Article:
Earlier this week, Virgin Money Giving announced that they would boost donations to the London Marathon by 10% after its website crashed the night before the race.
Potential donators were left frustrated well into the morning of race day, despite the organisation’s best efforts to fix the issue. Runners and charities missed out on the traditional last-minute wave of pledges, frustrating their fundraising efforts at just the wrong time.
Virgin Money Giving was swift to apologise, and the donations boost is a nice touch. But of course, the downtime should never have happened in the first place. Especially as a ‘result of high demand’, as the official line ran.
So what can we learn from the fundraising machine behind the biggest annual fundraising event in the world? Here are five lessons we can learn to ensure sites can withstand peak volume:
1. Learn from the past – Organizations should check previous peak numbers, and gauge estimated traffic growth. The Virgin Money Giving site was able to process over £23m in donations on the day of the 2016 London Marathon – that would have been a good starting point!
The most important aspect of website and app load testing is to set and test for the maximum amount of anticipated traffic, plus and additional margin based on past data. Load testing tools can simulate peak environments quickly and easily, and, if your site fails, they will pinpoint exactly what went wrong.
2. Be realistic about use cases. People don’t queue in an orderly fashion online, and no-one’s co-ordinating donation times to give sites a break. The day before, morning of and during the race were always going to be extremely busy. During such peak times, websites must be able to handle the maximum volume of users.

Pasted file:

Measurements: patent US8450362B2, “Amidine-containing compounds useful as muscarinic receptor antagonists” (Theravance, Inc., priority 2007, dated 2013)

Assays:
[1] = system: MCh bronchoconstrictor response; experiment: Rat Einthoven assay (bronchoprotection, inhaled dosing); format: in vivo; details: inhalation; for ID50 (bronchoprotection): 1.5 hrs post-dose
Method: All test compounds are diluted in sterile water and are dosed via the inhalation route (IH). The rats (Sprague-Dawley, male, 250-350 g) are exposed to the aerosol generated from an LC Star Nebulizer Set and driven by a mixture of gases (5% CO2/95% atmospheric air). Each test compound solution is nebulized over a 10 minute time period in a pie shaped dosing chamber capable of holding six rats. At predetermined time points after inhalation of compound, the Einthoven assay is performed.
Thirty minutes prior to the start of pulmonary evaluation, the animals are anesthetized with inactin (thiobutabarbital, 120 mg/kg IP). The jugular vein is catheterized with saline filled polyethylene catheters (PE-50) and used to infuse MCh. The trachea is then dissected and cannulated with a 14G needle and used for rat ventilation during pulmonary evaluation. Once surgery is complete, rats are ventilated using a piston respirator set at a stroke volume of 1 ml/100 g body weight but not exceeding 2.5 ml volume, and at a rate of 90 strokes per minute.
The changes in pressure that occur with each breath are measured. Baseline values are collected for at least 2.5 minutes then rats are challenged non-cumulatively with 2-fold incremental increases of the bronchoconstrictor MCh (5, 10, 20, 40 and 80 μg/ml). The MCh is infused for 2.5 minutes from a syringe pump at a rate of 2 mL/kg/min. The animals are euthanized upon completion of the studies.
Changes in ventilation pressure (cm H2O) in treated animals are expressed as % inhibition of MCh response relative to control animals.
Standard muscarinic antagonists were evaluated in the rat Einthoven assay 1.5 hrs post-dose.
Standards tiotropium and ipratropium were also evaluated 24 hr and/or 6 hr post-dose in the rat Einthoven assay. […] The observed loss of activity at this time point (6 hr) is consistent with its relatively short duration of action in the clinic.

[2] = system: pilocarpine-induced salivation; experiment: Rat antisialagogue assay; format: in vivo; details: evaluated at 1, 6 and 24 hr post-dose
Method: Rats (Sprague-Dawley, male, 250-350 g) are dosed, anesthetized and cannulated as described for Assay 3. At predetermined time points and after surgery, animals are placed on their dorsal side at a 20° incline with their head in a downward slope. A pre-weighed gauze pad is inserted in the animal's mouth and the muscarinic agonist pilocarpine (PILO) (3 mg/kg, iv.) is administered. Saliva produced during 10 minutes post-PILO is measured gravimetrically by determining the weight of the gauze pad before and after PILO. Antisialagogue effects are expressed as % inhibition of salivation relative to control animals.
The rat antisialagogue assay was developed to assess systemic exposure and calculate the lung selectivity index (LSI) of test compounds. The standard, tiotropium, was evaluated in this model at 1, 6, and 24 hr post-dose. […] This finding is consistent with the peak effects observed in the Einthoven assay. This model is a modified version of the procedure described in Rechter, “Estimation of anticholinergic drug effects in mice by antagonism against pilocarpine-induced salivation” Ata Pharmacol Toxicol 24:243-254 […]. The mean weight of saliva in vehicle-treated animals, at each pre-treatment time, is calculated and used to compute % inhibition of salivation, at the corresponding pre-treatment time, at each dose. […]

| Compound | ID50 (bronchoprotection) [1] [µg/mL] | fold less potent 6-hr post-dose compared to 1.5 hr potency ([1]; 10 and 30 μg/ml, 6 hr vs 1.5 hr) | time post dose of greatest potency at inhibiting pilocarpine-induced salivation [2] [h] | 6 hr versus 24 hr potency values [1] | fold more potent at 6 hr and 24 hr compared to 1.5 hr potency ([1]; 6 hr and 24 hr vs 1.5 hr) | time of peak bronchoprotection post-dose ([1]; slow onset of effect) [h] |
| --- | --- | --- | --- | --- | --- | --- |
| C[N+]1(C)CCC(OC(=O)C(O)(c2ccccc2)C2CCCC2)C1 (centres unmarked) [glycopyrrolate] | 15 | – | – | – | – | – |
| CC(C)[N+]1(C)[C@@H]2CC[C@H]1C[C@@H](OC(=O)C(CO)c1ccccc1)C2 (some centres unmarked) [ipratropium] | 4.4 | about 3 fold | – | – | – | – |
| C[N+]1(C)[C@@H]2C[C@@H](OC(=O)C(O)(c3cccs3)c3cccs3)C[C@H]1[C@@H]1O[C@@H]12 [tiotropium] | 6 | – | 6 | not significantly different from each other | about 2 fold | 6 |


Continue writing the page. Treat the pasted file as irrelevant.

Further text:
3. Don’t forget external factors. Ads and any other graphics can also impact your website performance. Testing your site ahead of the event to ensure you have plenty of time to fix any issues.
4. What causes your site to crash? Modern transactional websites have multiple components which need to interact to function correctly. Under heavy loads, these components may not function as planned, and often lead to site failure. Through load testing, organizations can identify the weak links and the load levels that case the site to slow, and eventually crash.
4. Strive for resilience. If there’s one thing worse than a website being down, it’s a website coming back at minimal capacity. Understanding how to quickly get your site back up and running following an outage is a vital part of understanding the working components behind your site.
If your site does crash during peak times, make sure you follow in the footsteps of Virgin Money Giving; admit the error, apologise for the problem, and make amends. Better still, make sure it never happens in the first place.